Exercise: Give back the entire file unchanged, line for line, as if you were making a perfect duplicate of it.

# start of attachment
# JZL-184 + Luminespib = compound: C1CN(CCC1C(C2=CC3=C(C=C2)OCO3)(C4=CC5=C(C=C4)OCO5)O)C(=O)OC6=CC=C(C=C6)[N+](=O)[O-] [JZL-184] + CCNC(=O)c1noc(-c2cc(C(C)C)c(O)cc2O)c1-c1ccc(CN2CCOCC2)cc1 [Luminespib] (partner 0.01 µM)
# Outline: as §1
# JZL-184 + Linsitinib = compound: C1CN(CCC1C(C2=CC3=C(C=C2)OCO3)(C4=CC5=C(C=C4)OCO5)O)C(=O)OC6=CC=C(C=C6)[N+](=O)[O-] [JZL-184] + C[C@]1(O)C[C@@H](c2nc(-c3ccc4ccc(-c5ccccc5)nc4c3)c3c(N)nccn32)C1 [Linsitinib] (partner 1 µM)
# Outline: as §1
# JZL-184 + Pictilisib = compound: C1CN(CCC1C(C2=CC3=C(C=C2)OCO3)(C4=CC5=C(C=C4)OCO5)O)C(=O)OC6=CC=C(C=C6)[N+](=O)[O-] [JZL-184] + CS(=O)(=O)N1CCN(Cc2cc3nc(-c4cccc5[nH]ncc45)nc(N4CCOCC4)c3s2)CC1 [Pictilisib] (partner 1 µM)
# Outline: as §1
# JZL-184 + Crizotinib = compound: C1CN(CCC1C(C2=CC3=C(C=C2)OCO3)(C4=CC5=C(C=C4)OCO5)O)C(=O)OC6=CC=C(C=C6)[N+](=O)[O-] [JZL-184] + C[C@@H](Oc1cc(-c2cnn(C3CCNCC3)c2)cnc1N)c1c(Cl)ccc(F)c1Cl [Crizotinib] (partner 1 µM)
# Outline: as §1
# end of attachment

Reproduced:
# JZL-184 + Luminespib = compound: C1CN(CCC1C(C2=CC3=C(C=C2)OCO3)(C4=CC5=C(C=C4)OCO5)O)C(=O)OC6=CC=C(C=C6)[N+](=O)[O-] [JZL-184] + CCNC(=O)c1noc(-c2cc(C(C)C)c(O)cc2O)c1-c1ccc(CN2CCOCC2)cc1 [Luminespib] (partner 0.01 µM)
# Outline: as §1
# JZL-184 + Linsitinib = compound: C1CN(CCC1C(C2=CC3=C(C=C2)OCO3)(C4=CC5=C(C=C4)OCO5)O)C(=O)OC6=CC=C(C=C6)[N+](=O)[O-] [JZL-184] + C[C@]1(O)C[C@@H](c2nc(-c3ccc4ccc(-c5ccccc5)nc4c3)c3c(N)nccn32)C1 [Linsitinib] (partner 1 µM)
# Outline: as §1
# JZL-184 + Pictilisib = compound: C1CN(CCC1C(C2=CC3=C(C=C2)OCO3)(C4=CC5=C(C=C4)OCO5)O)C(=O)OC6=CC=C(C=C6)[N+](=O)[O-] [JZL-184] + CS(=O)(=O)N1CCN(Cc2cc3nc(-c4cccc5[nH]ncc45)nc(N4CCOCC4)c3s2)CC1 [Pictilisib] (partner 1 µM)
# Outline: as §1
# JZL-184 + Crizotinib = compound: C1CN(CCC1C(C2=CC3=C(C=C2)OCO3)(C4=CC5=C(C=C4)OCO5)O)C(=O)OC6=CC=C(C=C6)[N+](=O)[O-] [JZL-184] + C[C@@H](Oc1cc(-c2cnn(C3CCNCC3)c2)cnc1N)c1c(Cl)ccc(F)c1Cl [Crizotinib] (partner 1 µM)
# Outline: as §1